Maybe every restaurant should have a trash monitor or servers that reward customers for eating all of their food. For more information on food waste, check out Jonathan Bloom’s WastedFood.com. [RocketNews 24]

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United Nation’s Think.Eat.Save Campaign To Reduce Food Waste.

Mound of wasted food.The Think.Eat.Save campaign wants to make it easy for people to reduce the amount of food they throw out. With the help of the NRDC and WRAP UK, Think.Eat.Save compiled a list of tips we can follow immediately to reduce food waste. Here are some to help you get started:

  1. Shop Smart — plan meals, use shopping lists and avoid impulse buys. Don’t succumb to marketing tricks that lead you to buy more food than you need, particularly for perishable items.
  2. Understand Expiration Dates — in the US, “sell-by” and “use-by” dates are not federally regulated and do not indicate safety, except on certain baby foods. Rather, they are manufacturer suggestions for peak quality. Most foods can be safely consumed well after their use-by dates.
  3. Zero Down Your Fridge — eat food that is already in your fridge before buying more or making something new, which will save time and money.
  4. Say Freeze and Use Your Freezer — frozen foods remain safe indefinitely. Freeze fresh produce and leftovers if you won’t have the chance to eat them before they go bad.
  5. Request Smaller Portions — restaurants will often provide half-portions upon request at reduced prices.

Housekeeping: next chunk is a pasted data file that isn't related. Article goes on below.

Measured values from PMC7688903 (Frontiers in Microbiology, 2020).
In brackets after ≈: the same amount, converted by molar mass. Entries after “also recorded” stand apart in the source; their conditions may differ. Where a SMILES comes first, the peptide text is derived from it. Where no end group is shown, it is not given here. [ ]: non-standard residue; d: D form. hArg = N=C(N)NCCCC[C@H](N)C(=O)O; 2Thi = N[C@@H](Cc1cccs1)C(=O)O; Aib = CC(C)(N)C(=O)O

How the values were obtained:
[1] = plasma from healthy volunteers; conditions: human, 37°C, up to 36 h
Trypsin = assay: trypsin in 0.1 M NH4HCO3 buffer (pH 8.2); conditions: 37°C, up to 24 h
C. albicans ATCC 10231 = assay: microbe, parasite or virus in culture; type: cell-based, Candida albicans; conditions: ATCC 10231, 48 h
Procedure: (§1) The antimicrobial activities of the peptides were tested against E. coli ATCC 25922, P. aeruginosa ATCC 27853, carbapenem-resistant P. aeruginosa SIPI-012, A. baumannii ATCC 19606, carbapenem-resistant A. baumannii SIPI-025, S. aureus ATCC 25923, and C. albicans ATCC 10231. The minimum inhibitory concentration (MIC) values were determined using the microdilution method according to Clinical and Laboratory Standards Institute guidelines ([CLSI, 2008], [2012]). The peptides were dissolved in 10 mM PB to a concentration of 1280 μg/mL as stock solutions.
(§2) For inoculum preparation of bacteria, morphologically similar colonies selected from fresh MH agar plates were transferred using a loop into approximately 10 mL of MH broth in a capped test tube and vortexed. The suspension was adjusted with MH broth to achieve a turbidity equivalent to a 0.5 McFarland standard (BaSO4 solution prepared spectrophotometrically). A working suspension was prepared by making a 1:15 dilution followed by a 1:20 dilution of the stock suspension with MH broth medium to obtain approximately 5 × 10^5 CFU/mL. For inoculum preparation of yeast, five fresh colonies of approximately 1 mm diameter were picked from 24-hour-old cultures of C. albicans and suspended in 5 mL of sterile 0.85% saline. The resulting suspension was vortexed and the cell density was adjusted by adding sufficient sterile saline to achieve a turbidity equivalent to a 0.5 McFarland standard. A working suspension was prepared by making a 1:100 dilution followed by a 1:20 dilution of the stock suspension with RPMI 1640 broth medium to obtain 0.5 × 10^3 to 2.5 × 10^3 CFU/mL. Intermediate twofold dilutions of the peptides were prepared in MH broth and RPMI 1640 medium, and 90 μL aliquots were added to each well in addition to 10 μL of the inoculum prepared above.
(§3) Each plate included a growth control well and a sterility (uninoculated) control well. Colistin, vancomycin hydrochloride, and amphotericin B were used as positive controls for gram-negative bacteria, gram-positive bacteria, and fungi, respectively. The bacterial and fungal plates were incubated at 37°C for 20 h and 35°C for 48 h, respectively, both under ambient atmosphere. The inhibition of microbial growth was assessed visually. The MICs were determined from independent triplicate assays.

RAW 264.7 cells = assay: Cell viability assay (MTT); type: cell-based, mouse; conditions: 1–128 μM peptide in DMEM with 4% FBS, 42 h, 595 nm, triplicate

6. Love Leftovers – tonight’s leftover chicken roast can be part of tomorrow’s sandwich. Very few of us take leftovers home from restaurants. Don’t be embarrassed to do so!

Worldwide, over 1/3 of all food produced is not consumed. And the waste isn’t limited to tossed food; it’s also a massive waste of land, energy and water necessary to produce and deliver the 1.2+ billion tons of food we throw out. [Guardian]

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Juicer-Pulp Fritter Recipe.

Juicer with juicer pulpRecently, a friend of ours loaned us their juicer. When we went to set it up, we noticed the large pulp catcher and hesitated about juicing. What do we do with all that pulp? We could compost it but juicer-pulp is made up of normally edible food and we didn’t want to waste it. In the end, Jubbling juice-blocked us and we used our blender instead. Then I read about the juicer-pulp fritter recipe and I think we’re going to give the juicer another try.

The 20 minute juicer-pulp fritter recipe was submitted by Aylin on Glow Kitchen and here are the details:

Ingredients (6-8 patties):

  • 2 cups juice pulp (kale, carrots, chard)
  • 2 cloves garlic, minced
  • 1/2 tablespoon mustard
  • 1/4 teaspoon black pepper
  • 1/4 teaspoon chili powder
  • 1/2 teaspoon sea salt

Juicer-pulp fritter ingredients